Cat·a·stroph·ic: A momentous tragic event ranging from extreme misfortune to utter overthrow or ruin
Just like self-employed health insurance, there is no such thing as an official catastrophic health insurance plan. Instead, it's just a way to describe a specific group of health insurance plans that are specifically designed to focus on the big picture, rather than nickel and diming minor health claims.
What Does a Catastrophic Health Plan Look Like?
High Deductible: The first and most obvious characteristic of a catastrophic health plan is a high deductible. Usually no less than $5,000 for an individual or $10,000 for a family. The higher the deductible the more catastrophic your health insurance becomes. However, be careful not to choose a "catastrophic" health insurance plan strictly on this requirement.
No Copays: A catastrophic insurance policy will almost never include a copay for your doctors office visit or prescription medications. These benefits are the epitome of the anti-catastrophic coverage.
Limited/No Coverage: It's possible that a catastrophic plan may also limit or provide no coverage for certain services, like prescription medications and other benefits. This will slowly become a thing of the past as 2014 approaches and all plans are required to offer a certain level of benefits.
Should You Want One?
That depends. I would recommend a catastrophic health insurance plan over no health insurance any day of the week. Even a $10,000 deductible will provide a great deal of protection if you were to ever run into a serious medical emergency. Bills for a badly broken leg can exceed $100,000, while you might be on the hook for $10,000 of that, it's much better than having to pay an additional $90,000.
If you think I'm setting the bar too low, chances are you have never been faced with the reality of buying your own health insurance on a very limited budget. It's the harsh reality of the times we live in. Insurance is expensive and money is tight. You need to buy as much protection as you can afford while still paying the mortgage and keeping food on the table.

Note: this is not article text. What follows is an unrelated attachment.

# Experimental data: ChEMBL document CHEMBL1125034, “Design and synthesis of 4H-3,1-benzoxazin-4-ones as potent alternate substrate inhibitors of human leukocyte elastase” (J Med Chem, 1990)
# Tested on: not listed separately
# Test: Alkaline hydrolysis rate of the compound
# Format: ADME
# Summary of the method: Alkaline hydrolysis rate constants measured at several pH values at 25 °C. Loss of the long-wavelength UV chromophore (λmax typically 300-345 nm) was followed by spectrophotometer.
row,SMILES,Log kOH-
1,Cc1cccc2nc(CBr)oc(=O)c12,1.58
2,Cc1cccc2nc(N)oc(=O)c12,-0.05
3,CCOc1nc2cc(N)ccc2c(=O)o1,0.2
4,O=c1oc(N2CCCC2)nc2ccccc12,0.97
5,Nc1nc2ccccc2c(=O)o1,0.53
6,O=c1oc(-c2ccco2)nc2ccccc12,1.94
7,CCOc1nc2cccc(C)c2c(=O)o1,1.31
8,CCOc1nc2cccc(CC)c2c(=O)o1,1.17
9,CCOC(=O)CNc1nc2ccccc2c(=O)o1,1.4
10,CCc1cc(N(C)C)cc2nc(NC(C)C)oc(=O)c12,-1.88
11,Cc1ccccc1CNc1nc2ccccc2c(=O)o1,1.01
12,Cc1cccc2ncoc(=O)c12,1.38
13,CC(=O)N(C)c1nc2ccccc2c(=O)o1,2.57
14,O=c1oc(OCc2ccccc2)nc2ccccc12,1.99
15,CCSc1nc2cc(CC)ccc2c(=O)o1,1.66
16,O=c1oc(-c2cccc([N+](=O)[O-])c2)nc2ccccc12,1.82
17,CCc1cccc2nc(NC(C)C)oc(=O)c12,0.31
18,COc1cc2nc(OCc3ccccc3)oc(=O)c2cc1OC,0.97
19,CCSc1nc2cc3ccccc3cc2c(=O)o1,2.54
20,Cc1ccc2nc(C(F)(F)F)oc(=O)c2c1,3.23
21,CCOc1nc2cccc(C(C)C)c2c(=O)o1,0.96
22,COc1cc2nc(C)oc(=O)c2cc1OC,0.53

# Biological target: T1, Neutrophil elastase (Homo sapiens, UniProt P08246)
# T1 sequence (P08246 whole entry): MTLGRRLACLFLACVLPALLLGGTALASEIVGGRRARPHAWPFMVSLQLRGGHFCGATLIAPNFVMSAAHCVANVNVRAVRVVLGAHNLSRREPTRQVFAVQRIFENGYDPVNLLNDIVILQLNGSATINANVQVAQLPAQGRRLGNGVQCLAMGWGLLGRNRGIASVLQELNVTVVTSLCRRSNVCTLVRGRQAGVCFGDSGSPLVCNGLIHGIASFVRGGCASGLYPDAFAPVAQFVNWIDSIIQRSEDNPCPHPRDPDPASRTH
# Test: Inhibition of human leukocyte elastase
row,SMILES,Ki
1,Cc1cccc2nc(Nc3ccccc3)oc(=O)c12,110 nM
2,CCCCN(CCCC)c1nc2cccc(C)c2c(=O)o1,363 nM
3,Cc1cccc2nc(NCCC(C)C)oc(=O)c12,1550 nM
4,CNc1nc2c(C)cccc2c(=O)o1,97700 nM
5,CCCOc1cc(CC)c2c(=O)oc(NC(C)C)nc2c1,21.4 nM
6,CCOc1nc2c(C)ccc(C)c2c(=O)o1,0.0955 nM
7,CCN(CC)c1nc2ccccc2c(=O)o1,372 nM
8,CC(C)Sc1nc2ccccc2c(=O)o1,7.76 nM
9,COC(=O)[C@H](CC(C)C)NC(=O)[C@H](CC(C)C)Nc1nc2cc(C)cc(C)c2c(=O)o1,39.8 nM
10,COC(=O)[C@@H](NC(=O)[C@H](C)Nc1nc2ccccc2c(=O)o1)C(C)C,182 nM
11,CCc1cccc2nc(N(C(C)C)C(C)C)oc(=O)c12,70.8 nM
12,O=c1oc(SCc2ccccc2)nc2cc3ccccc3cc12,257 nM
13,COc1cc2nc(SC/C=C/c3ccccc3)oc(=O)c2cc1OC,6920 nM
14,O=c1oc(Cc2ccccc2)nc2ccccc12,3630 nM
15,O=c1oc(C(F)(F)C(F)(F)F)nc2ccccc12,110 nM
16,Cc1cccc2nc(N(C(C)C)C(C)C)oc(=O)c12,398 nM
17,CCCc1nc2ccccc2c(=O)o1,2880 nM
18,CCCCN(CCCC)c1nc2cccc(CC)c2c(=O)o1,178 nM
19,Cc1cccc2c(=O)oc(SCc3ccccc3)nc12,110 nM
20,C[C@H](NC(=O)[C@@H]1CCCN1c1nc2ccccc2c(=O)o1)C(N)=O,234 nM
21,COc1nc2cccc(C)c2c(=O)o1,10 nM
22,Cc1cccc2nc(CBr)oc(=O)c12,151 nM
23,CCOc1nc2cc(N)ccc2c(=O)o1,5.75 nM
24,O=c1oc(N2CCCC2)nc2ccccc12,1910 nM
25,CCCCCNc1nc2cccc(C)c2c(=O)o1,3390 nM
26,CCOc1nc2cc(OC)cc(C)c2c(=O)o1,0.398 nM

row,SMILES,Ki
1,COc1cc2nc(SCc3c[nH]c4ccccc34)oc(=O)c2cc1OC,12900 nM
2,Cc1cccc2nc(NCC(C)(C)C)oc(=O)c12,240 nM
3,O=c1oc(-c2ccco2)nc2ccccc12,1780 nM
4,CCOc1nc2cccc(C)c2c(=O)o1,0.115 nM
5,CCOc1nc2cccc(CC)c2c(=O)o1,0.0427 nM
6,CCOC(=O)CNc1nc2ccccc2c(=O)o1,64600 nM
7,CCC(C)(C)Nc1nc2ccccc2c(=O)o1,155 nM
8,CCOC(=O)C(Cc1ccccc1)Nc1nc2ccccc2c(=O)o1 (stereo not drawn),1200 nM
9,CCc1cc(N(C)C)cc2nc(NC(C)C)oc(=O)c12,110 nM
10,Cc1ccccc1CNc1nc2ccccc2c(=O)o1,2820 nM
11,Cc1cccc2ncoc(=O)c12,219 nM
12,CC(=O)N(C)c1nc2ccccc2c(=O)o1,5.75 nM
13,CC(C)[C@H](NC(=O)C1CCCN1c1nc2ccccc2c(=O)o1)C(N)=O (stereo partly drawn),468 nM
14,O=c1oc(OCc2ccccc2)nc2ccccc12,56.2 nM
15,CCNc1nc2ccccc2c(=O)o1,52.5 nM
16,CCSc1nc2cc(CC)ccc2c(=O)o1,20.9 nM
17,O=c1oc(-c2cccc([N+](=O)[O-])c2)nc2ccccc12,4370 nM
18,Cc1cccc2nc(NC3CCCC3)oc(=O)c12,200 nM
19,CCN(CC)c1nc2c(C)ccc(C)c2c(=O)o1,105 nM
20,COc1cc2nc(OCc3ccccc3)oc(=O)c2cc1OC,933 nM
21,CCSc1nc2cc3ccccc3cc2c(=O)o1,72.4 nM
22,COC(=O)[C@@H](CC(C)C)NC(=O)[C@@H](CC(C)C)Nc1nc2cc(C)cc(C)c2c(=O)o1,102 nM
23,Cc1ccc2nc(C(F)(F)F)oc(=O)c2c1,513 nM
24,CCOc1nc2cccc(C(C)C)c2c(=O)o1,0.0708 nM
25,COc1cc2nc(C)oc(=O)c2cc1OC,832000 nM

What Else Should You Know?
Before you go all in on bargain shopping your health insurance, you should know there is one plan that will provide you low monthly premiums and a manageable out-of-pocket maximum. In some circles it's considered catastrophic health insurance, however I like to think of it as one of your smartest options.
These plans are called Health Savings Accounts (HSA) and they should be your first stop if you have ever uttered the words "catastrophic health insurance." You will find they'll almost always offer the best bang for your buck. In addition, you will be able to put your health care dollars to work more efficiently than ever before.
The whole point of catastrophic health insurance is to pay for the the coverage you need instead of what you might need. A HSA, specifically with zero percent coinsurance, will allow you to keep your out-of-pocket costs under control, at the same time paying a reasonable monthly premium.
Once you start comparing prices for HSA's vs. the bargain basement prices of other catastrophic health plans, you will see what I'm talking about.
The Bottom Line
As we move through 2013 and prepare for a whole new health insurance world in 2014 the definition of catastrophic health insurance could change or be eliminated altogether. If you are looking for protection for "just the big stuff" than a plan, like a HSA, focused on the big picture will get you by.
You don't like paying for things you don't use. You don't buy a new sports car to never drive it, or a plasma TV to never watch it. The question you have to ask yourself is, why do you buy health insurance benefits you never intend to use?
Have you consider a catastrophic health insurance plan before? Do you think HSA's sound like a good option for you? Let's hear what you have to say about buying coverage for the big stuff?